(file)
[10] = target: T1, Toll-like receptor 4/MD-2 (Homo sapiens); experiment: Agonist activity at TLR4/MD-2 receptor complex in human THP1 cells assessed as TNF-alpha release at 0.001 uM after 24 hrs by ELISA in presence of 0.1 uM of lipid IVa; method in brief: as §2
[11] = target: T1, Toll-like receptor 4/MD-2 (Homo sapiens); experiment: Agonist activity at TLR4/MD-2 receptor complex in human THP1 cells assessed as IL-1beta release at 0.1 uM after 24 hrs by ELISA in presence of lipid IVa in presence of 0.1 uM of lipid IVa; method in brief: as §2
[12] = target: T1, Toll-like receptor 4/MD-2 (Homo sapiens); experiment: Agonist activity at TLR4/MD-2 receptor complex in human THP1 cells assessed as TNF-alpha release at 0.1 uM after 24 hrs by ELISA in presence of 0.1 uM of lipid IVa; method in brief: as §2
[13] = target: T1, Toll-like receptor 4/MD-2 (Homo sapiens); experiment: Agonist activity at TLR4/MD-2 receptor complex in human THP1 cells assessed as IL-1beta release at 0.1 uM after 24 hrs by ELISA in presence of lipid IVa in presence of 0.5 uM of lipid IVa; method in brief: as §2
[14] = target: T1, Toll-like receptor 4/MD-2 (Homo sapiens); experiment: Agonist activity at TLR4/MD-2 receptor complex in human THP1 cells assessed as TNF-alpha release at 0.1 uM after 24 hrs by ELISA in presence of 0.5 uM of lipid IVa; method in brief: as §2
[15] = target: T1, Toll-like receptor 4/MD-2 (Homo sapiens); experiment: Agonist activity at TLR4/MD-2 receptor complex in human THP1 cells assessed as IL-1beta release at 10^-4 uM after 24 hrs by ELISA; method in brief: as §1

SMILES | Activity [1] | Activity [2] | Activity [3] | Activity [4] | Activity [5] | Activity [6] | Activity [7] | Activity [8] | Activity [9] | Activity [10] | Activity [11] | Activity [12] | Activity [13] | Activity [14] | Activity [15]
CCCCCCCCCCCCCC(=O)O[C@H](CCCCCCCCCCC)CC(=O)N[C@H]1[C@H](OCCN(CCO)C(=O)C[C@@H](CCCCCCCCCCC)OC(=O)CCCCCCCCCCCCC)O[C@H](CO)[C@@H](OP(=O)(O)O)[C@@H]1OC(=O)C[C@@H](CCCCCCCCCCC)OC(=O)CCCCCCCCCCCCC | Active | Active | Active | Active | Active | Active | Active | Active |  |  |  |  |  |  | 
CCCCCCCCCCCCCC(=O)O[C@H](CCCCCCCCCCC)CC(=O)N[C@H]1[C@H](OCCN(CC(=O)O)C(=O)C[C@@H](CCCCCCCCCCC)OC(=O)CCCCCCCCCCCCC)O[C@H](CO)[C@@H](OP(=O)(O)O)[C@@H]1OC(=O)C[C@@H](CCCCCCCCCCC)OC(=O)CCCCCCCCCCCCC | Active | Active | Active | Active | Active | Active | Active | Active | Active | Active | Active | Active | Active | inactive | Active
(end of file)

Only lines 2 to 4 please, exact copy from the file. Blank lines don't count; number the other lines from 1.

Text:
[11] = target: T1, Toll-like receptor 4/MD-2 (Homo sapiens); experiment: Agonist activity at TLR4/MD-2 receptor complex in human THP1 cells assessed as IL-1beta release at 0.1 uM after 24 hrs by ELISA in presence of lipid IVa in presence of 0.1 uM of lipid IVa; method in brief: as §2
[12] = target: T1, Toll-like receptor 4/MD-2 (Homo sapiens); experiment: Agonist activity at TLR4/MD-2 receptor complex in human THP1 cells assessed as TNF-alpha release at 0.1 uM after 24 hrs by ELISA in presence of 0.1 uM of lipid IVa; method in brief: as §2
[13] = target: T1, Toll-like receptor 4/MD-2 (Homo sapiens); experiment: Agonist activity at TLR4/MD-2 receptor complex in human THP1 cells assessed as IL-1beta release at 0.1 uM after 24 hrs by ELISA in presence of lipid IVa in presence of 0.5 uM of lipid IVa; method in brief: as §2